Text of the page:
Published in The Toronto Star, October, 2004.
I'm already getting nostalgic.
I wrap my hands lovingly around my ritualistic Tim Hortons double double coffee and savour the sweet solution of cream, sugar, and caffeine.
When I'm on the subway, I smile at fellow Torontonians during peak rush hour, who return my gesture of friendliness with confused, sometimes frightened looks.
I stand in the middle of my new apartment, sighing at the recollection of the many gleeful hours I spent Ikea-ing the place.
I'm nostalgic because I may be leaving the city I've built my life in for the past eight years to move to the U.K.
It's supposed to be a smart career move. I'm young, with no mortgage, kids or dog - hell, I don't even have a (living) plant in my apartment.
Reasoning is, if I have to move and relocate out of Toronto for a job, I might as well uproot myself to somewhere exciting as opposed to a small town in northern Ontario, right?
And I've done it before, having lived in France for a year during my university days.
So it wouldn't be a completely new experience. Except that, back then, I could cloak myself under the safety net of student status.
Now, I have nothing to hide behind except for a thin veil of late-20s angst.
Aisle seat, 14G. I've decided to take a test trip to London with a girlfriend for some perspective. She's never been to Europe before and I'm eager to show her around.
I've had the privilege of visiting London more than a dozen times but during this trip, I keep the idea of living here uppermost in my mind.
We arrive in London on a typically gray Friday morning.
We navigate our way through the tube system toward our lodging, the Blakemore Hotel near Hyde Park, one of the sites used in the Julia Roberts and Hugh Grant comedy Notting Hill.
Despite the fact that high season for tourists is over, when we emerge from Queensway tube station we're joined by at least a dozen other foreigners.
The hum of rolling suitcases on old, cobblestone streets fills the air - the familiar cool, soggy air that seeps right down to the bones. Even the bed sheets feel damp and sleep is hampered by the faint smell of mould.
CONSIDERATION 1 As a serious SAD (Seasonal Affective Disorder) sufferer, would I be able to live in a country where sun is scarce and the umbrella a necessary fashion accessory?
Speaking of fashion, we decide to dedicate day two to a different necessary evil while in London shopping.
As my friend Jackie drops her credit card at dizzying speeds - quite rightly on beautiful finds - I occupy myself by people- watching on a busy Saturday morning on Oxford St. It's also London Fashion Week and models with legs the size of my forearm are everywhere.
Even so, Londoners make for better viewing. Many are effortlessly stylish, some are renegade fashionistas and others are simply inexplicably attired. It seems there's more tolerance for individual expression here than in Toronto.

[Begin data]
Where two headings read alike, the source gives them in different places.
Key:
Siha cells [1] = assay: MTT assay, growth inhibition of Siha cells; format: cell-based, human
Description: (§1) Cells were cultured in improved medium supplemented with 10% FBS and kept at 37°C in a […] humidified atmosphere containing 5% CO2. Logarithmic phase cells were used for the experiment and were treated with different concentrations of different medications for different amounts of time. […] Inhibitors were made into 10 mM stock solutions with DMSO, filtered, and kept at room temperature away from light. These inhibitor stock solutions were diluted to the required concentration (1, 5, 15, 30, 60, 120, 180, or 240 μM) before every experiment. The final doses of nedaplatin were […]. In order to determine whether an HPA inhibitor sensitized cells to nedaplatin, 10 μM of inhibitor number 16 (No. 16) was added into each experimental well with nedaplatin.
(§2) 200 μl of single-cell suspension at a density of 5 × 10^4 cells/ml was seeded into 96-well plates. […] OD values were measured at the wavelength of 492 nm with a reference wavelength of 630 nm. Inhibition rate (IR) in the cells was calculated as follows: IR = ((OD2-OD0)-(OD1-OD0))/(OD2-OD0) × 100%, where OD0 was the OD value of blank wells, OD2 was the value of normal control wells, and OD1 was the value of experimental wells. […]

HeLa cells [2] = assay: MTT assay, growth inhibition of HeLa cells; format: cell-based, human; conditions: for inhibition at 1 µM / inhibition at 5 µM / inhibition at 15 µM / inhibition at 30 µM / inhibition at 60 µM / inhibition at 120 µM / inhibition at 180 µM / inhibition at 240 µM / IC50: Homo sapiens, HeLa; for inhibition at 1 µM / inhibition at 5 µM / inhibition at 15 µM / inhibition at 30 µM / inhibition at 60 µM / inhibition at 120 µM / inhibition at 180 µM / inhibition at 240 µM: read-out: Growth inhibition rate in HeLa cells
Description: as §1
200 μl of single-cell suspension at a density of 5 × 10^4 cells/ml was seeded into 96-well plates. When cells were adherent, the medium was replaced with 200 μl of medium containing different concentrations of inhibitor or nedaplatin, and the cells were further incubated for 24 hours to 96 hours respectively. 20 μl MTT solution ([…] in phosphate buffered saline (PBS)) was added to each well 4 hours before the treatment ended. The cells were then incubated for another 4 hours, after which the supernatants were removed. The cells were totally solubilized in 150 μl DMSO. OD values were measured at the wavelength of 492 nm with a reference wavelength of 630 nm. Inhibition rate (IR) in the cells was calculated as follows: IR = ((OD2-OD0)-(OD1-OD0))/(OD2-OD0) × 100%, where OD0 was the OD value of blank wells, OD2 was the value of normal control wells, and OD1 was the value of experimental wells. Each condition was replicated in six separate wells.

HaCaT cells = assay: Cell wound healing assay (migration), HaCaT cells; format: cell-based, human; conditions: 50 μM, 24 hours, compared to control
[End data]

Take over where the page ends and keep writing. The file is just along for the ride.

I envision myself in a London cafe wearing a purple boa just because I can, and writing at a window table while watching the people pass by.
Consideration 2 As an aspiring scribe, I'd have no shortage of inspiration in a city like London. It's a cultural breeding ground for creativity. I could reinvent myself here.
Perhaps London will bring out the animal-print loving woman that Toronto's relative conservatism has been repressing. Enticing thought.
But, creativity doesn't always pay the bills.
By day three, London has eaten my money. We try to skimp on lunch by buying sandwiches from Marks & Spencer and buy a coffee from McDonald's so we can eat inside.
Consideration 3 As the "aspiring scribe in London," can I afford to live here without having to sell pints of beer or blood? I would be going over blind without a job, with no real contacts.
It would make for a good life story, though, for when I'm old and smacking my gums "When I was your age I had to live on sardines and crackers for six weeks ..."
Saturday night, Jackie and I hit Soho to experience the London nightlife. People have spilled on to the streets.
The city is alive. Brits are famous for their drinking. Social activities revolve around the local pub.
But I can see that losing its appeal quickly for me. When a drunkard tries to look up my skirt while we wait to cross the street, I just sigh and tell him and his giggling compadre to get lost.
Consideration 4 I won't be able to escape the staggering sport of imbibing until the point of sensory deprivation, and will just have to deal with it.
That is, unless, I too take up the habit out of loneliness.
After browsing through the expat website, www.canuck abroad.com, I'm disheartened by some of the postings which rail against British coldness.
One expat lists the "unfriendliness" as one of her British dislikes, saying she's lived in the U.K. for seven years and doesn't know her neighbours.
When a snobby sales clerk gives me attitude while I help Jackie with another size - because no one else will - we leave in a huff, both indignant at how I was treated.
Consideration 5 What if I don't find anyone who will "huff" on my behalf?
I'd be leaving my friends and family for strangers who, though friendly, I'm sure, among themselves, aren't really known for hospitality.
I'm now back in Toronto where everything is familiar and safe.
I browse through the pictures of London and remember the show we caught for half price, a cheesy but entertaining rendition of Joseph And The Amazing Technicolour Dreamcoat.
I call up the memory of the Tower Bridge, in which I wanted to be that surefooted Londoner who weaved her way through the throngs of tourists, anxious to get home after a hard day's work. That person who called London home.
This is getting complicated I'm already getting nostalgic.